Even though the rules of awarding the Nobel Literature Prize are full of ambiguous stipulations, has it ever denied worthy contenders?
By: Ringo Bones
By an overwhelming margin, most Nobel Literature Laureates are seldom – if ever – remembered by the public-at-large more than three months after receiving their famed prize. Not only that, a growing number had been clamoring for better clarification of the ambiguous stipulation in Alfred Nobel’s original will with regards to the Nobel Literature Prize.
Stipulated in Alfred Nobel’s original will governing the rules of awarding the Nobel Literature Prize was originally interpreted as embracing not only writings in the field of belles-lettres (i.e. beautiful writing of aesthetic merit), but also of other works provided they possessed literary merit. Given this rather still-ambiguous clarification, does this mean that cleverly-worded adverts and consumer-electronic instructional manuals – especially ones that “mere mortals” can easily understand – are eligible for a Nobel Literature Prize?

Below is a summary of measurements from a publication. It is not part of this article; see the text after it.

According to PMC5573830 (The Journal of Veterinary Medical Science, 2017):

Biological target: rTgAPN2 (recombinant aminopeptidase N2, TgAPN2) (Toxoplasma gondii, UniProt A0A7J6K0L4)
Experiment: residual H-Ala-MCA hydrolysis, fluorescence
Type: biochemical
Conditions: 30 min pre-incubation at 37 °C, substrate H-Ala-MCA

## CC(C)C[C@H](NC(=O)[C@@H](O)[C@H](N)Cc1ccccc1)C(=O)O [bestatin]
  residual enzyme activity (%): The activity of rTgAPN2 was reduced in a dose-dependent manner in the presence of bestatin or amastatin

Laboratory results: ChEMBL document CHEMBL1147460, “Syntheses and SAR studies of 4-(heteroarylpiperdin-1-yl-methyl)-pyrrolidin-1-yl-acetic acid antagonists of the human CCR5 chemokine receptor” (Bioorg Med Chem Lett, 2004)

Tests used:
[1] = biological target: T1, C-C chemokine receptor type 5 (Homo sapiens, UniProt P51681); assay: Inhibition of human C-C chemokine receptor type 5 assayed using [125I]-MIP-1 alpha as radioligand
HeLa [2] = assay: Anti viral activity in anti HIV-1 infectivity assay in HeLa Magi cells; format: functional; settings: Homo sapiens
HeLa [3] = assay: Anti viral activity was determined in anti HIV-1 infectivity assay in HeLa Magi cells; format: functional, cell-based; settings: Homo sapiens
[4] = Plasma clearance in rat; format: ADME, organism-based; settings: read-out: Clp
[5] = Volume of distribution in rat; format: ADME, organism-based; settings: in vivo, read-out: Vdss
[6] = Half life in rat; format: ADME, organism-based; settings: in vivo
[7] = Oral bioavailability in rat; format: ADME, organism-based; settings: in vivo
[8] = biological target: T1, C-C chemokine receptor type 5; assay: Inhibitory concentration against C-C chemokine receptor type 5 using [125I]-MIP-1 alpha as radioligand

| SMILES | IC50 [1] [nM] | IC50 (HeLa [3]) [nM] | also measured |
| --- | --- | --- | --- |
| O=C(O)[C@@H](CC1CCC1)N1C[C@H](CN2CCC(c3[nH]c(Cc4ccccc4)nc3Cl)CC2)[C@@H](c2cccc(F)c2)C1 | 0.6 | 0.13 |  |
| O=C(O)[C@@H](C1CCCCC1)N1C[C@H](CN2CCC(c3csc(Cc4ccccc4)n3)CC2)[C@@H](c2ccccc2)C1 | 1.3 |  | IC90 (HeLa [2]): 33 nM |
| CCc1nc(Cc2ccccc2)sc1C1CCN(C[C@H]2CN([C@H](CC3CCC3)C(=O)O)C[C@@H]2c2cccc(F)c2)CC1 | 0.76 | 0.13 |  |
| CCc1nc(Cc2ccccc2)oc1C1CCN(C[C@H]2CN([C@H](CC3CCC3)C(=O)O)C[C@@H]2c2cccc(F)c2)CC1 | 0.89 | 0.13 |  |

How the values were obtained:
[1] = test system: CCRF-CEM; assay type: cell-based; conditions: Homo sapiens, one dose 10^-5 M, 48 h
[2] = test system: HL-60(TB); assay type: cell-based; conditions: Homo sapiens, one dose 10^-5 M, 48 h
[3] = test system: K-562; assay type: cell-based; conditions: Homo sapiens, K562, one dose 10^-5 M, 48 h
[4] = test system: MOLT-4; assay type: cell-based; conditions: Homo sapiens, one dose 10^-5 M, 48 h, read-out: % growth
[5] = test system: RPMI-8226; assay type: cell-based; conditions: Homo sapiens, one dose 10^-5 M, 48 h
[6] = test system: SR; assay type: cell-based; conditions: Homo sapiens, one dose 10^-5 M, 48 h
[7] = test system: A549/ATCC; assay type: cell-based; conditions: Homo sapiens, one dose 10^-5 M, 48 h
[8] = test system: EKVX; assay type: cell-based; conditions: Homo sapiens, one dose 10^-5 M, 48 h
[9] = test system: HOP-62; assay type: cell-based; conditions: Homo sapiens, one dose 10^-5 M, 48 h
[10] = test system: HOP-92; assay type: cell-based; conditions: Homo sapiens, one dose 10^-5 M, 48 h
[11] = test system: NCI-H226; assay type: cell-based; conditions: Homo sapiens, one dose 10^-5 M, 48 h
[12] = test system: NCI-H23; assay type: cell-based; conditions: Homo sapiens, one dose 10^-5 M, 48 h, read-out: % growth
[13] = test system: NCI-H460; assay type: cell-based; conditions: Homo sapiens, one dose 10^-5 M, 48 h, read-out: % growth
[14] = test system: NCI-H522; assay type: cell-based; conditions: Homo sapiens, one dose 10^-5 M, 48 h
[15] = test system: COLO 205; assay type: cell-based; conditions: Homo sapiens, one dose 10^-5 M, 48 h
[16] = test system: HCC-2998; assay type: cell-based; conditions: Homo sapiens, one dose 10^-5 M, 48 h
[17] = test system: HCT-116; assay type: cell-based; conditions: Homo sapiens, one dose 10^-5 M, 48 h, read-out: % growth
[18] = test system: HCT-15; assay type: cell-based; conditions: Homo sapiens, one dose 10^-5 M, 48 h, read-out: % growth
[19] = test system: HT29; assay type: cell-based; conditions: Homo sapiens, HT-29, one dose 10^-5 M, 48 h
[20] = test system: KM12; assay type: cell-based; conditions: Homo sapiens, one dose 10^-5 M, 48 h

Not only that, there also seems to be an ambiguity in the cut-off period of awarding the Nobel Literature Prize because the executors of Alfred Nobel’s original will also stipulated that the phrase “during the preceding year” should be interpreted to mean that “the awards shall be made for most recent achievements on the fields of culture referred to in the will, and for older works only if their significance has not become apparent until recently.” Does this mean that one of the greatest English bards of all time – William Shakespeare – could get a posthumous Nobel Literature Prize? Or what about Robert Burns who, sadly, never got the fame he deserved from his brilliant literary works during his lifetime? We live in hope.